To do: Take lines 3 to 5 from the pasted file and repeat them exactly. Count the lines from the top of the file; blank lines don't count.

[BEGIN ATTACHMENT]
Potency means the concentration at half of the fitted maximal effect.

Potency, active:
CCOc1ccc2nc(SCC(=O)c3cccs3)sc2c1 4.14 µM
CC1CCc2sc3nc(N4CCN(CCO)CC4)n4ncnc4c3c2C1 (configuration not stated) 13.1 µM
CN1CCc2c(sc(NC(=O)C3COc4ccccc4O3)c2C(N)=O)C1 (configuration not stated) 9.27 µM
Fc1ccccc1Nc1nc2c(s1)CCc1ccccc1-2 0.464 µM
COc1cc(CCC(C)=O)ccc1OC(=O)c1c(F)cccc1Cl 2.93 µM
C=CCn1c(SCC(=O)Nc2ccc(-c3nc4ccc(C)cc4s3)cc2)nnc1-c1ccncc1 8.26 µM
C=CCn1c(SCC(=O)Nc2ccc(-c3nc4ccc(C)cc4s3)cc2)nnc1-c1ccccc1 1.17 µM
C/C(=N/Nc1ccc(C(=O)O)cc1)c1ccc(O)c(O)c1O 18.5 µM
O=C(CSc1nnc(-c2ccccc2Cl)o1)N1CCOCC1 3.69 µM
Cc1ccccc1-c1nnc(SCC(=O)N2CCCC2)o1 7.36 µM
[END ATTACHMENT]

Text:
CCOc1ccc2nc(SCC(=O)c3cccs3)sc2c1 4.14 µM
CC1CCc2sc3nc(N4CCN(CCO)CC4)n4ncnc4c3c2C1 (configuration not stated) 13.1 µM
CN1CCc2c(sc(NC(=O)C3COc4ccccc4O3)c2C(N)=O)C1 (configuration not stated) 9.27 µM